October is the finest month. I step out into it, straight into the sky. It opens and opens. It holds everything—my thinning crown, ten years of father gone, the horror of child death. Objects greet me from below—a hunched leaf like a toad, an old tennis ball turned peach, a strip of rubber snake. I hear the blue jays, screeches from early memories.
I walk among the houses propped up like giant gravestones. Most are gray or tan or neutral without a name. A few pop in bold shades of rebellion: Bellini Fizz, Melón Meloso, Avid Apricot. Some dance with the dead, strung with webs, orange lights, skeletons.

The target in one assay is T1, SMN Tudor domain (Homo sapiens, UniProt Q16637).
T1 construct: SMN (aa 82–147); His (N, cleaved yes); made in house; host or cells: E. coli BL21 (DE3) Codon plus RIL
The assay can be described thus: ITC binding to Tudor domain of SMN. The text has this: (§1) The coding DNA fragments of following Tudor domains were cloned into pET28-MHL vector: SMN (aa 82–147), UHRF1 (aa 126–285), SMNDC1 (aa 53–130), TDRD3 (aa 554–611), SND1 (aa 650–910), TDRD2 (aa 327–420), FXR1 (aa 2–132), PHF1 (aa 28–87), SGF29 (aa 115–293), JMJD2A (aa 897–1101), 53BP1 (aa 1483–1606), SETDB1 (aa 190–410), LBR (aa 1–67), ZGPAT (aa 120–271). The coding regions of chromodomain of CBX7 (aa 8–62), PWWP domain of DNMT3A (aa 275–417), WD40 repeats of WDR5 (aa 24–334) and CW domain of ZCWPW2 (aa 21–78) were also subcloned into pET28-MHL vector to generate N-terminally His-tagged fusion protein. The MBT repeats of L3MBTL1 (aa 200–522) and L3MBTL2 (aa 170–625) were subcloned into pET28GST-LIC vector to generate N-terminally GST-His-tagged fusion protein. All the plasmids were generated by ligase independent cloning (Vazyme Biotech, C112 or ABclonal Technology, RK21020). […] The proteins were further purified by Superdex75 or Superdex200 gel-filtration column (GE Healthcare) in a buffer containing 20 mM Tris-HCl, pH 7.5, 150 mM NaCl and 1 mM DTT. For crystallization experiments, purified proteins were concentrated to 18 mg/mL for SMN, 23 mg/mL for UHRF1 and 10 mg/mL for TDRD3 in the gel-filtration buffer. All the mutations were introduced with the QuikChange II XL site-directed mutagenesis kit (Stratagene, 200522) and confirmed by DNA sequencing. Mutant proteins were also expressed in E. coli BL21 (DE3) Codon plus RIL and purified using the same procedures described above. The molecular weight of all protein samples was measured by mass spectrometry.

Dad asked to be cremated. Even in death, he was thrifty. We had to sign a paper stating that fragments of other people’s bones may reside in his urn.
The trees are the color of slate, the color of the clouds. One tree reaches out with lavender arms. When young, we’re taught to color trees brown, brown, brown. We don’t yet know the color families.
The years begin to swallow up the bones, starting at the jaw, moving to the collarbone, the hips. The fat fills in. I let my hair grow. The teeth have a mind of their own.
Each porch tells its story: Piles of packages by the steps. Interrupted chalk play. Lighthouse painted tiger painted vase. Mud-caked gardening boots at rest. Hollowed pumpkins wait for their end.